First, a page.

A puppy born with upside-down front paws has been given life-altering surgery to help him to walk properly.
Five-week-old mongrel Milo was abandoned at an animal sanctuary after his owners saw his deformity – a rare condition called congenital elbow luxation.
Carers at the Oliver and Friends Farm Rescue and Sanctuary in Luther, Oklahoma, USA, then raised $4,000 to get Milo the operation he needed, to turn his paws the right way round.
Before the operation, all Milo could do was an ‘inefficient and seemingly uncomfortable army crawl’.
But now, he can walk properly for the first time – and you can see him do just that in an adorable video.
Dr Erik Clary, of Oklahoma State University’s Center for Veterinary Health Sciences, said: ‘With both elbows out of joint, Milo was unable to walk.
‘Try as he might, the best he could do was an inefficient and seemingly uncomfortable “army crawl”.’
The complex operation took a team of five specialists almost four hours to complete.
‘I’ve been doing surgery for 27 years and I’ve only seen three cases of this,’ added Dr Clary, Associate Professor of Small Animal Surgery, at the center’s Veterinary Medical Hospital.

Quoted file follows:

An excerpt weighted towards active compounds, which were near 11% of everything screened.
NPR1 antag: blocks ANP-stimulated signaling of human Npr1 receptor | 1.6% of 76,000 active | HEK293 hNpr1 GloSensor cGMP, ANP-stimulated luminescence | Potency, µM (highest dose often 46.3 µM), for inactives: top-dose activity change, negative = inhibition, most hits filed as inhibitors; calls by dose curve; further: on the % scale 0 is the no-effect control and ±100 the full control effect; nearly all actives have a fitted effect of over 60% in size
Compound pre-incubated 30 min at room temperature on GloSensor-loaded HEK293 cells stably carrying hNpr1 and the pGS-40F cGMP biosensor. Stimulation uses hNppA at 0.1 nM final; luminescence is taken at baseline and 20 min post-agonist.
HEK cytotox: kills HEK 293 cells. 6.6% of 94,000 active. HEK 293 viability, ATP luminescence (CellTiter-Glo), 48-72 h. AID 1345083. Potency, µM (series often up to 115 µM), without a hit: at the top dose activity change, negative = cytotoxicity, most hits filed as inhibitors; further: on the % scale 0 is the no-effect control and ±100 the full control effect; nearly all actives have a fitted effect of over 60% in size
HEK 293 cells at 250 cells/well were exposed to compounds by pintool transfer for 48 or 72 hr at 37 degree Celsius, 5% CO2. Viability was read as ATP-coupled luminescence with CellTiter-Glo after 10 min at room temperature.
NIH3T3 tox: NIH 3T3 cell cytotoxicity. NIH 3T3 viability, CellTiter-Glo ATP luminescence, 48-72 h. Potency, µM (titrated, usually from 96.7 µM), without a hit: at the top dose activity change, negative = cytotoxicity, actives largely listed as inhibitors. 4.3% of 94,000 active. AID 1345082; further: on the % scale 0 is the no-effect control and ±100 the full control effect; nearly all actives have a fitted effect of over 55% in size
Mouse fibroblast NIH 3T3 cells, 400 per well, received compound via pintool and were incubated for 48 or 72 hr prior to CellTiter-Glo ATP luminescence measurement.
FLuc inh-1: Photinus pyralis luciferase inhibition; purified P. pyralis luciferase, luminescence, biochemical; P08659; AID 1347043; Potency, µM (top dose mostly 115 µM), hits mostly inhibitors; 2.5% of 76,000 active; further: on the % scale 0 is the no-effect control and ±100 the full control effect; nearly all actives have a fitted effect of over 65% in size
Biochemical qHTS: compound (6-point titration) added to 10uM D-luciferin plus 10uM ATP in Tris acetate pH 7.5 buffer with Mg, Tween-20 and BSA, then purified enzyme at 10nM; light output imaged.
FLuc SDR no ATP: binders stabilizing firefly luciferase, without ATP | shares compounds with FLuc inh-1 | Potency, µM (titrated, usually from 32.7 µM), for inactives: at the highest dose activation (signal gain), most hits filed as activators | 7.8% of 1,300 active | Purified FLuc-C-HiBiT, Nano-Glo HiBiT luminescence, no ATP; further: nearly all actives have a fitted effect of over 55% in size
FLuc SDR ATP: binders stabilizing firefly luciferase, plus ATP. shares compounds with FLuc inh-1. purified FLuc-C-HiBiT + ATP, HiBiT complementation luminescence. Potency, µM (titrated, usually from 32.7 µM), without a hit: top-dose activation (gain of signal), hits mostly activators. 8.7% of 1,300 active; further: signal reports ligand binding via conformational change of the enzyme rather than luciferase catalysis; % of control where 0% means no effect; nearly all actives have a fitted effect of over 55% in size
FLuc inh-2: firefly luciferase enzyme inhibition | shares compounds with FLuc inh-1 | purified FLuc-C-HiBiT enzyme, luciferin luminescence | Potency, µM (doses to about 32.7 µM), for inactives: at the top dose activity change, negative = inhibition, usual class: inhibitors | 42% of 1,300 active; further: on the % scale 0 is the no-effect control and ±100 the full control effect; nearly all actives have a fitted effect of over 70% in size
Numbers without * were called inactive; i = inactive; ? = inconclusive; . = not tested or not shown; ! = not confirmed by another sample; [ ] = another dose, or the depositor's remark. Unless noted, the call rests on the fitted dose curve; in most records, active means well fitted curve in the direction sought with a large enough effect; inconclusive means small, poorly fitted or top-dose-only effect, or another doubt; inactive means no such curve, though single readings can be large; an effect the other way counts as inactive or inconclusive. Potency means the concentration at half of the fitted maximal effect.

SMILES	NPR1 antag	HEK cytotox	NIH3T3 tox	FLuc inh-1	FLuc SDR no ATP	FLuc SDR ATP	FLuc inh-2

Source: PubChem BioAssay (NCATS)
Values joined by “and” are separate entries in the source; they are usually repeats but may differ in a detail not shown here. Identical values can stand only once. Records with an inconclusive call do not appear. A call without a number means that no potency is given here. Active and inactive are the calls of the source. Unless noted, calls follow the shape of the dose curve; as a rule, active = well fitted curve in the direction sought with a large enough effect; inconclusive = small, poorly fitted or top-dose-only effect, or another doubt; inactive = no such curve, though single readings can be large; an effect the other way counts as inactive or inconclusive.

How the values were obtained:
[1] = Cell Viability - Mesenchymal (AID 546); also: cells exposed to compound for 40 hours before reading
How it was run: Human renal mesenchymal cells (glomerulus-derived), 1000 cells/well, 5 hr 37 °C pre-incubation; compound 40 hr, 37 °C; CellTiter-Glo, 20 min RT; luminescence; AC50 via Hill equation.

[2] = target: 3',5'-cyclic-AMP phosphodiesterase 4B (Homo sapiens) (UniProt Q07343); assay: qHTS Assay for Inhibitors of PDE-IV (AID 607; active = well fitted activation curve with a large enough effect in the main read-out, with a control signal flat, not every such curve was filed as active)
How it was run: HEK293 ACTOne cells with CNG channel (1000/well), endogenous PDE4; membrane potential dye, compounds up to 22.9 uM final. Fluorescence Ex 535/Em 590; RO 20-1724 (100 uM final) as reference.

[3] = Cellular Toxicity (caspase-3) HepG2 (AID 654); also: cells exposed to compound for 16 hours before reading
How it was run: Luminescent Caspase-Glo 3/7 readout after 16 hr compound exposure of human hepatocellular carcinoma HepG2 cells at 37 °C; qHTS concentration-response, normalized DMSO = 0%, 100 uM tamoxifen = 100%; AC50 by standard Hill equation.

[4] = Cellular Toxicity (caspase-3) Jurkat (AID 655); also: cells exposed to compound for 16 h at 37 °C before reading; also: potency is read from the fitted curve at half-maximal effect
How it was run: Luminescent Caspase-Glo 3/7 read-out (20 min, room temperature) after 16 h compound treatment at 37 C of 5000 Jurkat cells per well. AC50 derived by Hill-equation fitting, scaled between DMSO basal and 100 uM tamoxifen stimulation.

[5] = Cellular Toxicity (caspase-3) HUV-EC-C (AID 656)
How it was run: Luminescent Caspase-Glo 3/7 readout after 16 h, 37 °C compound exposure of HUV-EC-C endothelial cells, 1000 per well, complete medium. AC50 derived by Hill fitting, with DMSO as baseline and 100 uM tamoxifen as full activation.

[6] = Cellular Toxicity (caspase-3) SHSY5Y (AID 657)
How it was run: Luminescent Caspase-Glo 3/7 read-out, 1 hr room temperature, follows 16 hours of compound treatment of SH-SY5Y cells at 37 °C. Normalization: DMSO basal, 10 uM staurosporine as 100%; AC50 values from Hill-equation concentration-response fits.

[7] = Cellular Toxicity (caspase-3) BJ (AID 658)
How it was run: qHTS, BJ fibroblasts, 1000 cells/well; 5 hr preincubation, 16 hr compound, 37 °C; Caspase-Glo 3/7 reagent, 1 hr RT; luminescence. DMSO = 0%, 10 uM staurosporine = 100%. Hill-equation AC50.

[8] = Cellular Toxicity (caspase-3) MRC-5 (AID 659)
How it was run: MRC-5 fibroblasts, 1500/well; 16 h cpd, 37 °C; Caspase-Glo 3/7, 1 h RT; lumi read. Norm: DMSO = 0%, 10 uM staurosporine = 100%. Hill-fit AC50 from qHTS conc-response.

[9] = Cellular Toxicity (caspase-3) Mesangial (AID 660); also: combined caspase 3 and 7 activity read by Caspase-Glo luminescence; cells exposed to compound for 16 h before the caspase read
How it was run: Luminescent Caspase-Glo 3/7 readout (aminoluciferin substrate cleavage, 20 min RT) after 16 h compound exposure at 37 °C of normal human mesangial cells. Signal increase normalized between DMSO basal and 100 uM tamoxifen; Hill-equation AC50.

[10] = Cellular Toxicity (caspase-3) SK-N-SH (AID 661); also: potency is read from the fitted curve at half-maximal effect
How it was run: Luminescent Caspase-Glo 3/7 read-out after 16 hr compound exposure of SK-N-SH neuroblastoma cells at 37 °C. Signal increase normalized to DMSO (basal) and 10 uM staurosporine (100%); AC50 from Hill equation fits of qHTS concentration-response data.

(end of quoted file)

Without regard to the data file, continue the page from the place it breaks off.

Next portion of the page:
Why are dogs’ noses so wet? Dogs’ noses secrete a thin layer of mucous that helps them absorb scent. They then lick their noses to sample the scent through their mouth.
‘Many people will never see a case of it in their whole career.’
Milo awoke to find himself in rigid, front body splints following the life-changing surgery on 9 January 2019.
Dr Clary added: ‘We had to put pins in each of his elbows, so it’s going to take a while for him to heal and be mobile.
‘We have to change the casts once a week because he’s growing so fast, but so far so good. It’s going to be another couple of weeks until I can take the splints out.
‘He stands a good chance. I felt encouraged at his last bandage change that he was progressing well. He has a good shot.’
Milo has developed a loving fan base at the university’s animal hospital, as well as at the sanctuary.
Dr Clary added: ‘Milo’s a very sweet and resilient dog. There are dozens of people going to check up on every day.
‘He had no shortage of student and staff volunteers willing to hold him and help him get outside when needed.’
Donations for Milo’s ongoing medical care can be made to Oliver and Friends Farm Rescue and Sanctuary in Luther, Oklahoma, via their website .